Denis O’Brien corrects his evidence in defamation case

Businessman seeking damages from ‘Sunday Business Post’ over series of 2015 articles

Businessman Denis O’Brien arriving at the Four Courts for his High Court action. Photograph: Collins Courts

Businessman Denis O’Brien arriving at the Four Courts for his High Court action. Photograph: Collins Courts

 

Denis O’Brien has told a High Court jury his spokesman contacted the Sunday Independent following an article it published in 2012 about borrowings of himself and others from Anglo Irish Bank.

In his continuing action alleging defamation in Sunday Business Post articles published in March 2015, Mr O’Brien, who remains under cross-examination, said on Friday he wanted to correct evidence given by him the previous day when asked about the Sunday Independent article.

That article was written by journalists Tom Lyons and Nick Webb and published in the Sunday Independent in April 2012 with a strapline, Anglo’s Top 13 Buccaneer Borrowers.

Mr O’Brien had given evidence on Thursday to the effect he believed he took no action over that.

On Friday, he told Michael McDowell SC, for the SBP, he had checked that matter overnight and wanted to correct the record.

After long correspondence between his spokesman James Morrissey and the Sunday Independent, he believed he ultimately got an apology from group managing editor Michael Denieffe over the coverage, he said.

After further exchanges with Mr McDowell, Paul O’Higgins SC, for Mr O’Brien, said he wanted to raise an issue in the absence of the jury.

Legal discussions ensued and when the jury returned to court about 3pm, Mr Justice Bernard Barton said he was sending them away to Tuesday.

Holidays planned

Noting one juror has a holiday planned for next weekend, he said that juror would be able to go on holiday even if the case, which was fixed for six days, has not concluded by Friday next.

Friday was the fourth day of Mr O’Brien’s action against Post Publications Ltd, publishers of the Sunday Business Post , in which he is seeking substantial damages over the articles, run over six pages.

Their focus was what the newspaper referred to as a “secret” report concerning exposure in 2008 of Ireland’s banks, compiled by Price WaterhouseCoopers (PwC).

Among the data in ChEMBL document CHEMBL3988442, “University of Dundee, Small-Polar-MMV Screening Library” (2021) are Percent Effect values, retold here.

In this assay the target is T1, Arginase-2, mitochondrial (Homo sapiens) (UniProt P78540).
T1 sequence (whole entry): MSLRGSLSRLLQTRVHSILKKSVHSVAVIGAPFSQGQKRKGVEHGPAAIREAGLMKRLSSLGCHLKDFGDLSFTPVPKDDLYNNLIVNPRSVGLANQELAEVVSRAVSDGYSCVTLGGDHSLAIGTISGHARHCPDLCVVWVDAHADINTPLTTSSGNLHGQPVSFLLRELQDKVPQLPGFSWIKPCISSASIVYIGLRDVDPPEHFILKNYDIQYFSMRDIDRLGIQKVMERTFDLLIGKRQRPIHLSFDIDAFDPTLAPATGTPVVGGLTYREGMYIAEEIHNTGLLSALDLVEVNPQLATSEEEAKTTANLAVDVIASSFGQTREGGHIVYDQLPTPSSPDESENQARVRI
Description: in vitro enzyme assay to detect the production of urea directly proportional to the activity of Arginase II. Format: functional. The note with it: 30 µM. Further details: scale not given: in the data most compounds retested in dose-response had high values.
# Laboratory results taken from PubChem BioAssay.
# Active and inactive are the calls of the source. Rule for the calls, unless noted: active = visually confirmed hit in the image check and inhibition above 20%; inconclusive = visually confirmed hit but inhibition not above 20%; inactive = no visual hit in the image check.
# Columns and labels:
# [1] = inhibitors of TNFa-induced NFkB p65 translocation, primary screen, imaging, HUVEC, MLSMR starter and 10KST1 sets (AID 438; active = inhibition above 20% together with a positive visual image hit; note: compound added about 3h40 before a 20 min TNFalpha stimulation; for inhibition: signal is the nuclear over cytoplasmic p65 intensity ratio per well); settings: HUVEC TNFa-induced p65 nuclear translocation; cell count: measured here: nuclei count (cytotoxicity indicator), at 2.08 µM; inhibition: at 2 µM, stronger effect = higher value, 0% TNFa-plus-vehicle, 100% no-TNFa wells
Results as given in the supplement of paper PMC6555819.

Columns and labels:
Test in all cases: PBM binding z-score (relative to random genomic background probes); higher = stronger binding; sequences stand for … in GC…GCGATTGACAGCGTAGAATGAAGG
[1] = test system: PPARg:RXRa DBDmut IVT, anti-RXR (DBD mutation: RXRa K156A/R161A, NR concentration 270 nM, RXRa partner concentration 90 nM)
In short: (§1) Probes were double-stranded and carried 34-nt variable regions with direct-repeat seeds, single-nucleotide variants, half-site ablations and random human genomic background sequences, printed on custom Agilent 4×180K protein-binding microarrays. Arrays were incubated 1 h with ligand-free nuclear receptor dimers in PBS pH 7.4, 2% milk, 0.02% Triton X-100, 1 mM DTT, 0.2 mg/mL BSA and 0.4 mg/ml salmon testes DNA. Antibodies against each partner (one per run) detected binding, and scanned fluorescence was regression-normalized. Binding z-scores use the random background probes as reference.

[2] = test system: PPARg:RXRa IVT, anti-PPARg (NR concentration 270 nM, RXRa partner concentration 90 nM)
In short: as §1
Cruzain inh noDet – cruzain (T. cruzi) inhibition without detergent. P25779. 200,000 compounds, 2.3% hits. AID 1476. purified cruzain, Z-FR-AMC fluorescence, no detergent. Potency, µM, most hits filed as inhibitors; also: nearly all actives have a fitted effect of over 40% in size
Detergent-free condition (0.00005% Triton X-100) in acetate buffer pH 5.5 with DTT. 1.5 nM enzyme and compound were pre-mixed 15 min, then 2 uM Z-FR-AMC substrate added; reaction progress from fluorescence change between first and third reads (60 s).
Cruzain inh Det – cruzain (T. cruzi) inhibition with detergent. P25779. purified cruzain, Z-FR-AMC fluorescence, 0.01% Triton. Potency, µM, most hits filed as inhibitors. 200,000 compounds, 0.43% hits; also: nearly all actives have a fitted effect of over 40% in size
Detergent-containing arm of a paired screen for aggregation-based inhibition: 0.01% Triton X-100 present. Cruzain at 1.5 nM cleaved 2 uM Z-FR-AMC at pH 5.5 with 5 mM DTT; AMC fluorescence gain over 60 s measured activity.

The report was provided to the government in November 2008 and obtained in 2015 by the newspaper but destroyed shortly after publication of the articles to protect the source who provided it.

The SBP articles, written by journalists Tom Lyons, Gavin Sheridan and others, include a front page article headlined “22 men and €26 billion” with a subheading: “The secret report that convinced Cowen the banks weren’t bust.”

Mr O’Brien claims the various articles wrongly meant he was among 22 borrowers identified with the downfall of Ireland and the bankruptcy of its banking system and injured his reputation.

The defendant denies defamation, denies the words complained of mean what Mr O’Brien says and denies malicious publication. It has also pleaded “fair and reasonable publication on a matter of public interest”.

Checked matter

On Friday, Mr O’Brien said he did not have with him in court the correspondence between Mr Morrissey and the Sunday Independent concerning the 2012 article, apart from an email from Mr Morrissey to somebody in the Sunday Independent.

He said he was shocked by the Sunday Independent article but there were articles “every week at that time” in that newspaper and when he gave the answer he had on Thursday, he believed it to be true but had checked the matter overnight.

Mr McDowell said the court was now in an unsatisfactory position where Mr O’Brien had said he read an article that shocked him and was now saying there was long correspondence with the Sunday Independent and he ultimately got an apology.

Mr McDowell asked Mr O’Brien whether the correspondence between Mr Morrissey and the Sunday Independent was before or after the Sunday Business Post articles.

Mr O’Brien said Mr Morrissey had told him overnight there was an apology and he took him at his word.

At that stage, Mr O’Higgins asked that the jury go out.